Emory Report
November 17, 2008
Volume 61, Number 12

Where to turn

Faculty and Staff
Assistance Program

Office of the Dean of
Chapel and Religious Life


Emory Center for
Pastoral Services

Student Counseling Center


Emory Alliance
Credit Union



Emory Report homepage  

November 17
, 2008
Crisis helps to deepen bonds

By carol clark

When the economy is booming, it can be easy to lose track of what’s really important in life. The current financial crisis is bringing into sharper focus the value of relationships to family, friends, colleagues and the larger Emory community.

“The community aspect of the economic downturn is extremely important,” says Susan Henry-Crowe, dean of the chapel and religious life. “It’s an opportunity to deepen the best part of who we are at Emory.”

Attendance for campus religious gatherings has been especially high this fall, she noted.

“I think when there are crises, people tend to want to connect more.”

People are riding bikes and walking more, providing more chances to connect. “Like a lot of people, I’m not spending as much time and energy expanding the work I do. I’m really trying to be present in the community and in my relationships,” Henry-Crowe says. “I’m enjoying the deeper conversations I’ve been having.”

“We are all interdependent. None of us live totally on our own,” says Elwood Spackman, executive director of the Emory Center for Pastoral Services. In addition to providing pastoral services for patients and their families throughout the Emory Healthcare system, the center dedicates a team of chaplains for staff support. Employees can turn to these chaplains for counseling, and referrals for additional help, should they have work-related or personal issues.

“We are beginning to see more staff members stressed out by their financial situations,” Spackman says. “Some of them have spouses who have lost their jobs, and they face the possibility of losing their homes due to that loss of income.”

The Emory Healthcare system employs about 9,000 people, a number of whom are single parents. “Some of them are having a hard time making ends meet. It’s especially tough on young families,” Spackman says. “We’re seeing extended families moving in together, which can ease financial problems but increase other kinds of stress.”

Spackman says he appreciated the fact that President Jim Wagner and John Fox, president and CEO of Emory Healthcare, quickly responded to the economic crisis by sending out letters to staff, emphasizing that they consider people the most valuable resource of the University. “We’ve got an administration that is sensitive enough that they’re willing to do what they can to ease the struggles and anxieties of employees,” Spackman says.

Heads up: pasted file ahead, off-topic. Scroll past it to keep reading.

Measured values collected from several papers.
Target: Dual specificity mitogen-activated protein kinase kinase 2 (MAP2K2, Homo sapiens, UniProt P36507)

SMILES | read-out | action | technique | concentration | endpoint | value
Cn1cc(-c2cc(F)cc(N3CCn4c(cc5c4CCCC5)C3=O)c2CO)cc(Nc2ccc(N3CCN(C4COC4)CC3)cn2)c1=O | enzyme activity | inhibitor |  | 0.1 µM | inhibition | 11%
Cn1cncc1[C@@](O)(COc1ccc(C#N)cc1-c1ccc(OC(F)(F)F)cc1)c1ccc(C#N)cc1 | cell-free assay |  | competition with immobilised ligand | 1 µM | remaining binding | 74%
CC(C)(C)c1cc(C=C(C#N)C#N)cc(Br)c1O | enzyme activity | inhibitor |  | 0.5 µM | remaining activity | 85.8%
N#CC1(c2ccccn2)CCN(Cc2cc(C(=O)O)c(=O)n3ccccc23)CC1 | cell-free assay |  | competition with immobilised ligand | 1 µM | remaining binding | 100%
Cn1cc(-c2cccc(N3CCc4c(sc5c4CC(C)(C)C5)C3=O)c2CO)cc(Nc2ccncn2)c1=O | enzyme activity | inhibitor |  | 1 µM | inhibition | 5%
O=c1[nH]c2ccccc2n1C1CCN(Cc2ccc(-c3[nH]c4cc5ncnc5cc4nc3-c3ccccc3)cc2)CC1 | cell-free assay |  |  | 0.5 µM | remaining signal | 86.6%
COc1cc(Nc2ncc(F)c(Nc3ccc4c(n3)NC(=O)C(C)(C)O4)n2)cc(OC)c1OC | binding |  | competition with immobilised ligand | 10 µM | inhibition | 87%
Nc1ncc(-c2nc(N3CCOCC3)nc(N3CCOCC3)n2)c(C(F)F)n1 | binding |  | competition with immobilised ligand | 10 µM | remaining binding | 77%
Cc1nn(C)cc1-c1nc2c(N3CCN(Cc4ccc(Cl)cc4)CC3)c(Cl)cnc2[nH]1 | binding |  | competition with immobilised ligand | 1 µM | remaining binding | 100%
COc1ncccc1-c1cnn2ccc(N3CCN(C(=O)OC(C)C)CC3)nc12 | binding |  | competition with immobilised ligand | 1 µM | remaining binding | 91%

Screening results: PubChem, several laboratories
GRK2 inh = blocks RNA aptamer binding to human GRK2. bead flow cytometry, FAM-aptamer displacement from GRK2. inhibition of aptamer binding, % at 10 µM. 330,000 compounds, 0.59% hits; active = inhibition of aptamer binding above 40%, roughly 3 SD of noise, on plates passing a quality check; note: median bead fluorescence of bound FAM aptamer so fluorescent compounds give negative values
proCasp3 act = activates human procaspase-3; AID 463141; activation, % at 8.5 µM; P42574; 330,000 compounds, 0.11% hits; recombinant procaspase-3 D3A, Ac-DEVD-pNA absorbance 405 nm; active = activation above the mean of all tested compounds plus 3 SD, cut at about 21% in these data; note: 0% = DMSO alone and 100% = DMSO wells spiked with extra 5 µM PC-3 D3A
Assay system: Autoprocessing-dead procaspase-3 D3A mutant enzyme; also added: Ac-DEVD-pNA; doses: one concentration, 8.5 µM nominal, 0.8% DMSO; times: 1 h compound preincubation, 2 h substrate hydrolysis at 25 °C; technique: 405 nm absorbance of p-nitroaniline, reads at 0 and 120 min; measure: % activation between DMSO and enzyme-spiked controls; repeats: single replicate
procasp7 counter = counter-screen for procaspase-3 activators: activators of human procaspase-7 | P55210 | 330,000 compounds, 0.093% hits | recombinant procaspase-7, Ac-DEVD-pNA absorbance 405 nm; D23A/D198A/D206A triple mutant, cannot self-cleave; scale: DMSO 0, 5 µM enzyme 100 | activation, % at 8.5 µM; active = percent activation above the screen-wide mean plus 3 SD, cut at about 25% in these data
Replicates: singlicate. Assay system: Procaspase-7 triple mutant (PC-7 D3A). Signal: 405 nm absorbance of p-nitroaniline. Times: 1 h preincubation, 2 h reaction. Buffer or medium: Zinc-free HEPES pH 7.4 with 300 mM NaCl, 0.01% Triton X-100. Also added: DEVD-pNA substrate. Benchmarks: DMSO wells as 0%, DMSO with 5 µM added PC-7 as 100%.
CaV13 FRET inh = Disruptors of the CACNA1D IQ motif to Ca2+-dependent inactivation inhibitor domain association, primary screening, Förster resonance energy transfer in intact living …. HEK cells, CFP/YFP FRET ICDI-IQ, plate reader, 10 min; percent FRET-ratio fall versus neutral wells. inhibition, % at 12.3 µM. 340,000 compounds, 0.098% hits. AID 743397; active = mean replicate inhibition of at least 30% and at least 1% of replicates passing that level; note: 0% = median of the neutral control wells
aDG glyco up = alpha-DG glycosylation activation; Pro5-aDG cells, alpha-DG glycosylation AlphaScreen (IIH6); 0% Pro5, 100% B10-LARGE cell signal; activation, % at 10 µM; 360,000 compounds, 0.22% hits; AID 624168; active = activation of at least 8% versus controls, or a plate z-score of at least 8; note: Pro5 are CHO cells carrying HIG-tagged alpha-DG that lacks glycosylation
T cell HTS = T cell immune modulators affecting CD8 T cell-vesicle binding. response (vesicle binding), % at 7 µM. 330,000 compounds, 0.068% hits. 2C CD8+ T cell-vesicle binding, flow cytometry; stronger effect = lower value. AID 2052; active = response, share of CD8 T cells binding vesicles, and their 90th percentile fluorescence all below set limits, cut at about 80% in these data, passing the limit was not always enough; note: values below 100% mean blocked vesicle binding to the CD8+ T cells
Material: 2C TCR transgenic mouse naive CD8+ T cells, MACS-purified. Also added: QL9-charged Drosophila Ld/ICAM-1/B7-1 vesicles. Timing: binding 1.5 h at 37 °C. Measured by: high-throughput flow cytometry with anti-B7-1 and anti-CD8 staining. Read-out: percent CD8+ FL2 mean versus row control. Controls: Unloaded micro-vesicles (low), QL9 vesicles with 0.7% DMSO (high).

A Financial Communications Committee, headed by managers from various parts of the University, has formed to assist managers in dealing with questions that could arise with employees.

“We’ve had a small increase in the number of employees inquiring about withdrawing from their 403(b)s,” says Del King, a member of the committee and associate vice president of human resources. Human Resources sent out a letter with tips to keep in mind regarding the retirement savings plans in turbulent times.
Taking money out of retirement funds is “the employee’s choice, and there are times when that’s the only choice one can make, but the benefits staff is trained to help employees make sure they’ve exhausted all other possibilities,” King adds.

The Faculty Staff Assistance Program (FSAP) is a University-wide resource, available free to all 22,000 employees in need of short-term counseling or referrals. “We’re getting more people who are facing problems related to finances,” says Robin Huskey, manager of education and outreach for the FSAP. “They are worried about having gas for their cars, food for their children or money to pay their rent or mortgage.”

In addition to providing counseling and lifestyle workshops, FSAP can refer employees to external resources for services such as credit counseling, special funds for fuel bills, emergency shelters, food banks or other assistance.

Emory Alliance Credit Union members can tap the Member Express Loan for emergencies or short-term needs up to $750. The FSAP worked with Emory Alliance to develop the loan terms, which are repaid via payroll deduction.

Even those who are able to make ends meet may need to tighten their belts. The FSAP newsletter features tips for reducing financial stress this holiday season, such as sending a family newsletter by e-mail instead of mailing individual cards.

Grassroots support systems have also sprung up around Emory. Spackman cited one department’s move to establish a kitty for those in need. “I think the concept is marvelous. It shows the nature of our community.”